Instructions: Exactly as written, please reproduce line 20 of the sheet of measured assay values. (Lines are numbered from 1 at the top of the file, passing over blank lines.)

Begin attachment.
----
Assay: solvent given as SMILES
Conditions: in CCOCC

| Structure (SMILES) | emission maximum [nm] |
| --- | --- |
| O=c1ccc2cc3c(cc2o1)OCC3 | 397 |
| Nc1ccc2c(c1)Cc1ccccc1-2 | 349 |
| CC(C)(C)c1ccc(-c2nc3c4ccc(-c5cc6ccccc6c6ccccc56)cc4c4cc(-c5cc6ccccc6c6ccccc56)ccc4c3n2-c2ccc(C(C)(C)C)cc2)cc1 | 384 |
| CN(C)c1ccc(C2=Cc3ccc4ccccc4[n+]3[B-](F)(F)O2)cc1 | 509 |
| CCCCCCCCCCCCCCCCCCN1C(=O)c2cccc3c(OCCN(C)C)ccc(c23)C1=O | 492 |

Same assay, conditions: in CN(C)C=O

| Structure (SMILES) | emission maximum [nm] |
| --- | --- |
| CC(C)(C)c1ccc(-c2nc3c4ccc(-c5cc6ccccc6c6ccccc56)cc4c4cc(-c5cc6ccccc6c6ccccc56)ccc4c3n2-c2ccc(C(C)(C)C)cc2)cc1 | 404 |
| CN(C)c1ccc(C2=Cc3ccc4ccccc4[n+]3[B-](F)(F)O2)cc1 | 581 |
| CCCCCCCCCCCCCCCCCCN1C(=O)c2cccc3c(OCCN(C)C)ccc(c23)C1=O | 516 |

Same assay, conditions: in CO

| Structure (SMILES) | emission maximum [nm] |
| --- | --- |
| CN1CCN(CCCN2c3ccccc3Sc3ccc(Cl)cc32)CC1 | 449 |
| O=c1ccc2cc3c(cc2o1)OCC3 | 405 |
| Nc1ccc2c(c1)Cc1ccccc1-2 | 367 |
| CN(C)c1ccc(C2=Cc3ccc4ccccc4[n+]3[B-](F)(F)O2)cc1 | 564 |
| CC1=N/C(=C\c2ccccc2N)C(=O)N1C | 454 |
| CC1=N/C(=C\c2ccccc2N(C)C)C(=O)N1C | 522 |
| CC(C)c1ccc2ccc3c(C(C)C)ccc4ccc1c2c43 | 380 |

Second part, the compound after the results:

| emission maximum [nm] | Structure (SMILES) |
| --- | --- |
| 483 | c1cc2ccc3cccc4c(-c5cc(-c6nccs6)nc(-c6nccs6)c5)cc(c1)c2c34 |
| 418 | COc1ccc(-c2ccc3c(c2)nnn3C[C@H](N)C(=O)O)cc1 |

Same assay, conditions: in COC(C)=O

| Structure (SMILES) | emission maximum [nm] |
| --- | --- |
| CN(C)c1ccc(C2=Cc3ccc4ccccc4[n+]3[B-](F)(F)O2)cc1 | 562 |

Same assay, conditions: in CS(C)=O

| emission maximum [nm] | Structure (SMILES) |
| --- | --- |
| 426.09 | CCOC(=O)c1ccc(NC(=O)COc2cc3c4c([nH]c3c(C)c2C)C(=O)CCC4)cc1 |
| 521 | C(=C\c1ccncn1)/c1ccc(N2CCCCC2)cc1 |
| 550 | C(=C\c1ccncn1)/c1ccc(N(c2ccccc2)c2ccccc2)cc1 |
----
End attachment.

| O=c1ccc2cc3c(cc2o1)OCC3 | 405 |